Finally, you've got Jeff Smith. Smith, probably the fastest player on BC's roster, has already established himself as one of the premier kick returners in the ACC but will look to contribute this season on offense as well. I actually ran into Smith at a hockey game back in February and asked him if he was going to be seeing some time on offense this year; he just said something along the lines of "Yeah, it's gonna be fun" but his body language said it all--his face absolutely lit up. Based on the spring game, I don't believe that he is ready to be an every-down RB at the ACC level. He obviously has incredible speed, but it's important to keep in mind that other than some limited garbage-time action he really has no experience at the position (he was a QB in high school). As I've mentioned earlier, he's still a little impatient with his reads. He needs to slow down a bit and let blocks develop; several times in the spring game, he would simply take off at full speed upon getting the handoff and crash straight into the line for no gain. He also received criticism for his fumble in the spring game, but I'm not too worried about this; even the best backs are going to fumble the ball from time to time, and as long as it doesn't become a chronic issue it's just something that you have to live with. It's worth pointing out that Smith is another player who will benefit from Loscalzo's S&C program, as he'll have the opportunity to bulk up a bit and be able to withstand the rigors of the RB position. I do think that the new offensive system will do a good job making use of Smith's talents, however. I expect to see him get a decent number of snaps in each game, and I think we'll see him used in a variety of ways; lined up in the backfield, split out wide, and so forth. Even as a decoy, the mere fact of his being on the field forces the defense to respect his speed, and in turn this will open things up for other players. I think he's still a year away from becoming one of our key offensive weapons, but I also think he's ready to contribute this year. His progress will be one of the fun things to watch this season.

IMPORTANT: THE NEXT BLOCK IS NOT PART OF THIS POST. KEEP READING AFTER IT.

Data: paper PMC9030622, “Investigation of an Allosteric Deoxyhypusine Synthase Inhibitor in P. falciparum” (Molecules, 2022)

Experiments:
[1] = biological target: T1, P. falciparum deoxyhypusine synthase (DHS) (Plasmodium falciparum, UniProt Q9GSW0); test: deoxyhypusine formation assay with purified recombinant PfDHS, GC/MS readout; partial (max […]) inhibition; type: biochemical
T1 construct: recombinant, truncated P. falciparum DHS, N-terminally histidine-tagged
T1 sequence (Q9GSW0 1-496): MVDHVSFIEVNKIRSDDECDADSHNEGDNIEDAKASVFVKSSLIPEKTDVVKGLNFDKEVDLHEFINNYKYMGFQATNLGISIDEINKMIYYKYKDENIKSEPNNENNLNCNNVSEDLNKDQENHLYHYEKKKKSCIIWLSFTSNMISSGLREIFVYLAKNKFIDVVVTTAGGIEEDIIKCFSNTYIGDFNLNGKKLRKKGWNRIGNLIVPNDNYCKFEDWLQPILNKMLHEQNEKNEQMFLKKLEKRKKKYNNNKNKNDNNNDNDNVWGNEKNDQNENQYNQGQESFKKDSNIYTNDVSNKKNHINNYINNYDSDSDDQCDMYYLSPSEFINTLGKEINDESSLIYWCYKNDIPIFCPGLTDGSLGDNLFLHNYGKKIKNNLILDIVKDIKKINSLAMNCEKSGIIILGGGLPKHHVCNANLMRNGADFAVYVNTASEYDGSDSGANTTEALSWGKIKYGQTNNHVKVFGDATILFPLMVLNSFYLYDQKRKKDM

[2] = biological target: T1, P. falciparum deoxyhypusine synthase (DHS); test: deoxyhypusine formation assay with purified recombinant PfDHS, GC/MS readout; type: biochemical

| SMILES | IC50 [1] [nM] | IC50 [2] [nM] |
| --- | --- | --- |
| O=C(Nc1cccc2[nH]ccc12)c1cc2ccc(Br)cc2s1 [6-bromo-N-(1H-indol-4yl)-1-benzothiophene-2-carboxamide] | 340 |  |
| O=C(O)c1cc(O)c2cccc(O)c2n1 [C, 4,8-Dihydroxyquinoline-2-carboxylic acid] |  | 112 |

At the fullback position, the starter will be redshirt freshman James McCluskey, a converted linebacker. Despite being a speedier and more mobile FB than a Mark Palmer or Greg Toal-type guy, don't downplay McCluskey's blocking abilities. The kid is a former LB, after all, and that means he loves to hit. He was one of the pleasant surprises of the spring game in my mind, as he definitely did not look like a freshman out there. He can block, he can catch, and my bet is that if called upon to do so, he can run as well. He also seems to be picking up the new offense very quickly (probably not a huge surprise, as he's new to the offensive side of the ball altogether and unlike the more experienced guys won't have to unlearn any old habits).